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Clinton cabinet level official becomes UT Austin professor

U.S. Social Security Commissioner Kenneth Apfel will join the faculty of the Lyndon B. Johnson School of Public Affairs at The University of Texas at Austin in January 2001. He will hold the Sid Richardson Chair in Public Affairs.

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AUSTIN, Texas —U.S. Social Security Commissioner Kenneth Apfel will join the faculty of the Lyndon B. Johnson School of Public Affairs at The University of Texas at Austin in January 2001. He will hold the Sid Richardson Chair in Public Affairs.

A 1978 graduate of the LBJ School, Apfel oversees one of the world’s largest organizations: the Social Security Administration has 65,000 employees and an annual budget of over $400 billion, and delivers benefits to more than 50 million people every month. Apfel’s term as commissioner ends in January.

LBJ School Dean Ed Dorn commented that Apfel’s extensive leadership experience in the forefront of federal policy development will be an important addition to the LBJ faculty.

“Ken Apfel exemplifies the qualities we look for in our endowed chairholders: intellect, integrity and real world policy experience,” said Dorn.

Since becoming commissioner in 1997, Apfel has concentrated on the long-term financial health of the Social Security program, which will be strained by the retirement of the “baby boom” generation in the next decade.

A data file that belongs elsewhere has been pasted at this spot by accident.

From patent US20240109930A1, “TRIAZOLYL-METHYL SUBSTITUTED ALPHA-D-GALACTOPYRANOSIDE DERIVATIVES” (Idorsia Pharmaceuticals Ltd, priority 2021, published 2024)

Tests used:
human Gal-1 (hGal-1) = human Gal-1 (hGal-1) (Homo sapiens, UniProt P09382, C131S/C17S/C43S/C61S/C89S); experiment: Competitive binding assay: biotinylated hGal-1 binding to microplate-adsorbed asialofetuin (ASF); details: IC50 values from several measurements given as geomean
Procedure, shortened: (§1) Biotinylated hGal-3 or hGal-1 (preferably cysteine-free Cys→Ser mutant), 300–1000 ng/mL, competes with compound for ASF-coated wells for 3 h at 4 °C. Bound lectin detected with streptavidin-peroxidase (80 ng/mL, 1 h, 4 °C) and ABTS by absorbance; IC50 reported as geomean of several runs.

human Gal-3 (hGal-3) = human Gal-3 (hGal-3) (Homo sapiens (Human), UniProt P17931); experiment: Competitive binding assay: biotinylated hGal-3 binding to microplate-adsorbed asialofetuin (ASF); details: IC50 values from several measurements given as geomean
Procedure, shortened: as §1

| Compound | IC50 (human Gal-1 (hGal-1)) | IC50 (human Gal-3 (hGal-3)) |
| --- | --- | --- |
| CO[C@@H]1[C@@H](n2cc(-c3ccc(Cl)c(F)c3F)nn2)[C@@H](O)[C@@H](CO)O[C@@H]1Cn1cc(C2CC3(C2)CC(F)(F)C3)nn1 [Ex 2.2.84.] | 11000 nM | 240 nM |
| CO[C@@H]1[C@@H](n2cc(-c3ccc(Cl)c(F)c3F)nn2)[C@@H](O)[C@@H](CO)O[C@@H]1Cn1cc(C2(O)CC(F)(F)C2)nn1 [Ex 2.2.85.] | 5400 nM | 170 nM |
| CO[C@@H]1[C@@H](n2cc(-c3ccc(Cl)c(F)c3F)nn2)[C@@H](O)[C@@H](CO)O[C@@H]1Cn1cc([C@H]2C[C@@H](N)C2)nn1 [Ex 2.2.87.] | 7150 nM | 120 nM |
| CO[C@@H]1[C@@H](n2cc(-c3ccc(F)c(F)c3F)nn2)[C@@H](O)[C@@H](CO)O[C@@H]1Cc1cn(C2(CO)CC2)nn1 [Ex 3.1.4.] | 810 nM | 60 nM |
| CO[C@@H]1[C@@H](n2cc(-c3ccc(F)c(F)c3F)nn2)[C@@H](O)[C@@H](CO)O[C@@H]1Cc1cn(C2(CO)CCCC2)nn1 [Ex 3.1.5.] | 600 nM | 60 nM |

Apfel has spent more than two decades in Washington. He worked for more than a decade on Capitol Hill, serving for several years as legislative director to former Sen. Bill Bradley. He was Bradley’s key staffer during groundbreaking 1983 Social Security reform.

During the Clinton administration, Apfel served as assistant secretary for management and budget at the Department of Health and Human Services and as associate director of the Office of Management and Budget before the Senate confirmed him as Social Security commissioner.

Apfel, who last year was the first recipient of the distinguished alumnus award of the UT Austin Graduate School, has maintained a strong connection with the University. “This is a terrific opportunity for my family and me,” said Apfel. “The LBJ School changed my life. Now, I have a chance to inspire another generation of public servants, just as LBJ School professors inspired me.”